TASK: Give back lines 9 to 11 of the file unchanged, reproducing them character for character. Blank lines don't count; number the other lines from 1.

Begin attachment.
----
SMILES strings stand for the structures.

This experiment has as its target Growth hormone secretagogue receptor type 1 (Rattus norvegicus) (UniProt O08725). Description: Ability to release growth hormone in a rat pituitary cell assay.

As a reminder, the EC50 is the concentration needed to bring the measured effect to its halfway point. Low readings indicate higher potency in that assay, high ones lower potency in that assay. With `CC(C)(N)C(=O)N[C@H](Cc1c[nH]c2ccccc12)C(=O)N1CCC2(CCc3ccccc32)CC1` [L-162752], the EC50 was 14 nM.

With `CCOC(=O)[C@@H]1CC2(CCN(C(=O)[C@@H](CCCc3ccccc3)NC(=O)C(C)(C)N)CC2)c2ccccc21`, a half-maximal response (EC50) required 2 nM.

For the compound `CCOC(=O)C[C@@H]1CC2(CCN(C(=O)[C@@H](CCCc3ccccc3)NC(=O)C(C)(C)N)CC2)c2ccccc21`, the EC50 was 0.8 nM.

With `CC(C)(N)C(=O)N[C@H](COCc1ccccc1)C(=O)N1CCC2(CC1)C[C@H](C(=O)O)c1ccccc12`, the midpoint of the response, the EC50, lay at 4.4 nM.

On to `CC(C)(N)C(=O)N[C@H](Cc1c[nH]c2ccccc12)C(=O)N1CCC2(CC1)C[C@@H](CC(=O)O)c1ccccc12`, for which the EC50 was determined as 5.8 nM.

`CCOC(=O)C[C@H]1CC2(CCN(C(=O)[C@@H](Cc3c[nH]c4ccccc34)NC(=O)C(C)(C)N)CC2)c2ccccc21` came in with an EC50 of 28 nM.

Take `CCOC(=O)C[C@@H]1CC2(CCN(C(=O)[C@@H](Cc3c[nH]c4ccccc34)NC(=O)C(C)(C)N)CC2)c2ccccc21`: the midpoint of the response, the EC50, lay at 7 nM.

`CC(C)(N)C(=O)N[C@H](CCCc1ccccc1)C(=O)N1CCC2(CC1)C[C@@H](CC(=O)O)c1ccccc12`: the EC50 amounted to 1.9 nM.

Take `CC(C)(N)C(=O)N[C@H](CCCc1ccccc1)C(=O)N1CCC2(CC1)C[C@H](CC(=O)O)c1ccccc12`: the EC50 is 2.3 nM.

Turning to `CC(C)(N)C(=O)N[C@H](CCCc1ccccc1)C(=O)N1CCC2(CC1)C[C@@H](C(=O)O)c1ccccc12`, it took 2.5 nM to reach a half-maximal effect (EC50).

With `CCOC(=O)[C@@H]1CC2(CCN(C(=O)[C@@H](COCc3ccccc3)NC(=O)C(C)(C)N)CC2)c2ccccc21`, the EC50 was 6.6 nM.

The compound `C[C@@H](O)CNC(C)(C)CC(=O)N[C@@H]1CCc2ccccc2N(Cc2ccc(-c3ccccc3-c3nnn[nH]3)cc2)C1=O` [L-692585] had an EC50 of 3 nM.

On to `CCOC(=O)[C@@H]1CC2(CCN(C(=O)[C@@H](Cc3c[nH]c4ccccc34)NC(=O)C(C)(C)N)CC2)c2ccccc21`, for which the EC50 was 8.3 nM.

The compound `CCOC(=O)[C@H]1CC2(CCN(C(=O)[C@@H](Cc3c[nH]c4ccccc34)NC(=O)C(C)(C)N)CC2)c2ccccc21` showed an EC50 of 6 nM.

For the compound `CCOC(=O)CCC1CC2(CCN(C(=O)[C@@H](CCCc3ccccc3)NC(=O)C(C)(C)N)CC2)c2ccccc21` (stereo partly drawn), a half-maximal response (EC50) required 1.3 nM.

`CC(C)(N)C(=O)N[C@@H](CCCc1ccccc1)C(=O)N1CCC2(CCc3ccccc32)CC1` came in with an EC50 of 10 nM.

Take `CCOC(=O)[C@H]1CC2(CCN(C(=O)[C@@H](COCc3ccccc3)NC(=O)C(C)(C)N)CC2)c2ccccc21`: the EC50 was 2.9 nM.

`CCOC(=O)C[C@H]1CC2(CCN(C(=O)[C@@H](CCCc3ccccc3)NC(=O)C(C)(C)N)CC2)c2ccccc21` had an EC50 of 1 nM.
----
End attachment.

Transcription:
Take `CCOC(=O)C[C@@H]1CC2(CCN(C(=O)[C@@H](Cc3c[nH]c4ccccc34)NC(=O)C(C)(C)N)CC2)c2ccccc21`: the midpoint of the response, the EC50, lay at 7 nM.

`CC(C)(N)C(=O)N[C@H](CCCc1ccccc1)C(=O)N1CCC2(CC1)C[C@@H](CC(=O)O)c1ccccc12`: the EC50 amounted to 1.9 nM.

Take `CC(C)(N)C(=O)N[C@H](CCCc1ccccc1)C(=O)N1CCC2(CC1)C[C@H](CC(=O)O)c1ccccc12`: the EC50 is 2.3 nM.